The CED, in Mizruchi’s telling, thought the days of untrammeled free-market capitalism were gone, and that both private and government-led economic management would be necessary for a market economy to survive. In order to maintain the system from which their privileges derived, they believed it would be necessary to attend to the welfare of the broader population. This meant supporting a high level of employment, the alleviation of poverty, the amelioration of racial disadvantage, and the provision of sufficient purchasing power in the population to consume the goods that American business was so proficient at producing.

This was the creed of the nation’s most influential corporate leaders, a group that supplied Cabinet secretaries to both Republican and Democratic Administrations. Today, with so much of the national economic conversation consumed by the budget deficit and which middle-class entitlements need to be cut to reduce it, that platform would place you on the left wing of the Democratic Party, and no leading business organization would advocate it.

Mizruchi openly admires this postwar elite and argues that its decline “has played a major role in the crisis of twenty-first century American democracy.” That argument is a nice antidote to this country’s historical amnesia, particularly when it comes to relations between the private sector and the state. What is less clear is whether, as Mizruchi hopes, that productive postwar relationship among business, government, and society can be recreated today. One reason to be pessimistic is that the current arrangement, notwithstanding the author’s protestations to the contrary, is serving America’s business elites remarkably well.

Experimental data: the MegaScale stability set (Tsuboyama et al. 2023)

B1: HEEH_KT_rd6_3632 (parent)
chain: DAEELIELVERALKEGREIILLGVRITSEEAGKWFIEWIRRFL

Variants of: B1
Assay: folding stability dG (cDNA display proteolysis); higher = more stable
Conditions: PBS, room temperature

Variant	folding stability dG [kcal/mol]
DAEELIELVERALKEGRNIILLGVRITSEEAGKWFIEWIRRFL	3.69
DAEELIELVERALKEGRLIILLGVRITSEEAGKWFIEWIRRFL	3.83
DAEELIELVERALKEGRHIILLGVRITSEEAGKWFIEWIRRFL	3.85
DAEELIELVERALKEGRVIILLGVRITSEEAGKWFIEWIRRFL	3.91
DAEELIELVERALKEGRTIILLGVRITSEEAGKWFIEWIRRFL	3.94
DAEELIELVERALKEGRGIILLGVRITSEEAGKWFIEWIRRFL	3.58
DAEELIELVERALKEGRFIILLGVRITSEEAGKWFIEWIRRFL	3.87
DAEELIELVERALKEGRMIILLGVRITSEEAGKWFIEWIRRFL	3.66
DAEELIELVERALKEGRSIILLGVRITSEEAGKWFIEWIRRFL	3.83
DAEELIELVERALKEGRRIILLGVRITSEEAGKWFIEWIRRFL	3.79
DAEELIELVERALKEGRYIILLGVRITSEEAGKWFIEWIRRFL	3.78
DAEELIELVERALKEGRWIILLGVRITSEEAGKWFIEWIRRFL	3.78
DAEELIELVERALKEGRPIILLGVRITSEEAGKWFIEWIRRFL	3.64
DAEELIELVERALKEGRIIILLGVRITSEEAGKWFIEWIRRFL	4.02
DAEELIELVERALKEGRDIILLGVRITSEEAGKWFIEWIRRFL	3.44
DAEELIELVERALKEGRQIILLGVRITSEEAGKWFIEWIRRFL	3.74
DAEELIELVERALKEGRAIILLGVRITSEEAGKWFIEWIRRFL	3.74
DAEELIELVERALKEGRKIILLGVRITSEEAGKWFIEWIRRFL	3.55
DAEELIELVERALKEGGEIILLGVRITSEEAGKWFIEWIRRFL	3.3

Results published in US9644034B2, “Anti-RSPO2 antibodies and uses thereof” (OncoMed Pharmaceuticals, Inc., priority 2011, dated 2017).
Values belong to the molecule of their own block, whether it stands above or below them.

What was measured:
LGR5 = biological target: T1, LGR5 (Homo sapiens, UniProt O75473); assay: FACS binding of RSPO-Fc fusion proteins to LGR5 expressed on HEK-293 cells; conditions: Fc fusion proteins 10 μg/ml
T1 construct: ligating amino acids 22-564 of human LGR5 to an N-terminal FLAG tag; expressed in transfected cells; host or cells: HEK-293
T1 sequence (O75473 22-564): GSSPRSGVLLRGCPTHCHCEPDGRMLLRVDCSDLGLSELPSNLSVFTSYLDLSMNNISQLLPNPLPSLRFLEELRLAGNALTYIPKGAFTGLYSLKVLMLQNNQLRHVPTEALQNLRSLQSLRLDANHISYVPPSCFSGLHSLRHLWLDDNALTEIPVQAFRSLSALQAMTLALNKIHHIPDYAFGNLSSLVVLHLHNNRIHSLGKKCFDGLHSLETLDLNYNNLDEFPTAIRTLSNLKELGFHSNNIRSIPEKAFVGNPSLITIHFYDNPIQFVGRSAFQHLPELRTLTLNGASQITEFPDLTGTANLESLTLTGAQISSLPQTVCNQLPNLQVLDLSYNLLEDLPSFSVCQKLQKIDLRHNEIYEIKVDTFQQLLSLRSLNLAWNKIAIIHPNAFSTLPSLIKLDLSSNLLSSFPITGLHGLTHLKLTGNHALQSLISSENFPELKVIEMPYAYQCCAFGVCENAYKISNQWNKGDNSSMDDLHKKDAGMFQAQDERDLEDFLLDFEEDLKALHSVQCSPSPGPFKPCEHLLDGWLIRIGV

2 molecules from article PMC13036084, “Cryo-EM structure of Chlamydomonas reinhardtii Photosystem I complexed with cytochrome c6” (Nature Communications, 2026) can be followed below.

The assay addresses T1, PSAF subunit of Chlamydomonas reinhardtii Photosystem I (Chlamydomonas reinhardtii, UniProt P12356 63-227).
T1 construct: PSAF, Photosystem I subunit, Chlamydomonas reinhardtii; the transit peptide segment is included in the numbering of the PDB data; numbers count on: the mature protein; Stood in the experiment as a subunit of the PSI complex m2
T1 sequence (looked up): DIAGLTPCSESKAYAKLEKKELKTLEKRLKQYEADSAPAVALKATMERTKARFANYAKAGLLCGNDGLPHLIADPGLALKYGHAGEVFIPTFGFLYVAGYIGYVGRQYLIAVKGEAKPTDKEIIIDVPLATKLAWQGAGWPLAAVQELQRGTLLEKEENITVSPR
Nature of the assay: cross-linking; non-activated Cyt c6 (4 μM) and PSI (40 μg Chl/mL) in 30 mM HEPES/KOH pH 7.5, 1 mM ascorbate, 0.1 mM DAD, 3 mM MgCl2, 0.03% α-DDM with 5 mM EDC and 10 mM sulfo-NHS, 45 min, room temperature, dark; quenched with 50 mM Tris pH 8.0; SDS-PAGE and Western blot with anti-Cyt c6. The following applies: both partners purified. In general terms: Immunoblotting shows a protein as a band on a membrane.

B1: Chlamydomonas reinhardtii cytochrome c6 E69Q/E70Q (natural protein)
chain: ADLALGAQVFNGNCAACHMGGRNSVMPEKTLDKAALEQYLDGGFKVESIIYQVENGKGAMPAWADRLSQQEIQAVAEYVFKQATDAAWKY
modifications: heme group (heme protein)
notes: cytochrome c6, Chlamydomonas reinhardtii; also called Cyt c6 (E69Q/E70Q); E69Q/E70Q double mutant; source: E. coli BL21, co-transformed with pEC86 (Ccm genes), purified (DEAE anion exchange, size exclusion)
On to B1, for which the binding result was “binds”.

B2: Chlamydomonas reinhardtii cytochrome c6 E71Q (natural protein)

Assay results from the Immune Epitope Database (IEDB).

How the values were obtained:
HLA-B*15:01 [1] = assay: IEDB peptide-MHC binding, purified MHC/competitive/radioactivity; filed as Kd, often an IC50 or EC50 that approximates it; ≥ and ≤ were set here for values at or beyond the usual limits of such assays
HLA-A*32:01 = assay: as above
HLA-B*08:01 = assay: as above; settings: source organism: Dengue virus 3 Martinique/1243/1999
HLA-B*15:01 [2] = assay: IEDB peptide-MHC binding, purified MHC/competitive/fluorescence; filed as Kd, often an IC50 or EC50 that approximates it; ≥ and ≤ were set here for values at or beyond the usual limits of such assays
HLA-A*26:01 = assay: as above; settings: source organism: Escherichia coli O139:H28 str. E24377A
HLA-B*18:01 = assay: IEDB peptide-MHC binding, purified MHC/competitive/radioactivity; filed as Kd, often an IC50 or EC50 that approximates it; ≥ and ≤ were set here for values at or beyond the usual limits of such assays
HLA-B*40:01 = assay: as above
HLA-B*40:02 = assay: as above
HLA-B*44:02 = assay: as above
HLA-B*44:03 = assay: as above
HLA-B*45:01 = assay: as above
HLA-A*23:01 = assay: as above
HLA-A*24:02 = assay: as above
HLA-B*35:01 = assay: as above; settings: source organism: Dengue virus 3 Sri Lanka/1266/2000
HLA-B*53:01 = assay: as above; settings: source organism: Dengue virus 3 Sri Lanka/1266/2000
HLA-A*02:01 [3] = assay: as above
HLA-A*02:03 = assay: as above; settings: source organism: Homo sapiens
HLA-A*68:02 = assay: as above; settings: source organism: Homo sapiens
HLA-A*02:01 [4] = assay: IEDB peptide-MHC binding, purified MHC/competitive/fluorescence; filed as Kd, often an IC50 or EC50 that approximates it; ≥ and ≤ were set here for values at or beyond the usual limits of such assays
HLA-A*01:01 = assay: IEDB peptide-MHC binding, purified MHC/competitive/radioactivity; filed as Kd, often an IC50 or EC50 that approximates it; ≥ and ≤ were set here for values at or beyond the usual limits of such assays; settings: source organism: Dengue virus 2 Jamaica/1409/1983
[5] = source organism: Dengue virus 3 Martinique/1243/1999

We live in the era of Grover Norquist’s tax pledge, and an age when respected financiers casually describe President Obama’s unsuccessful effort to close private equity’s favorite loophole, the carried-interest provision, as comparable to Hitler’s invasion of Poland. It is thus bracing to be reminded that once upon a time, business actually advocated tax increases to fund things like infrastructure and war. Mizruchi’s account of the public debate over how to pay for the Korean War is particularly instructive. The CED advocated a $10 billion tax hike, including an increase in the tax on dividends, a charge squarely aimed at the share-owning class. After the truce in Korea, the U.S. treasury did not immediately recover. To refill the national coffers, President Eisenhower sought a six-month extension of the excess profits tax, a levy charged on the “excess profits” companies made as a result of increased defense spending. Inevitably, the excess profits tax was one of business’s least favorite measures—but even so, the CED backed Eisenhower’s proposal. As late as 1989, big business aggressively lobbied for higher taxes at critical moments. It sounds inconceivable today, but Fortune magazine welcomed George H.W. Bush to the White House with a cover story a few days before his inauguration that declared, “CEOs to Bush: Raise Taxes Now.”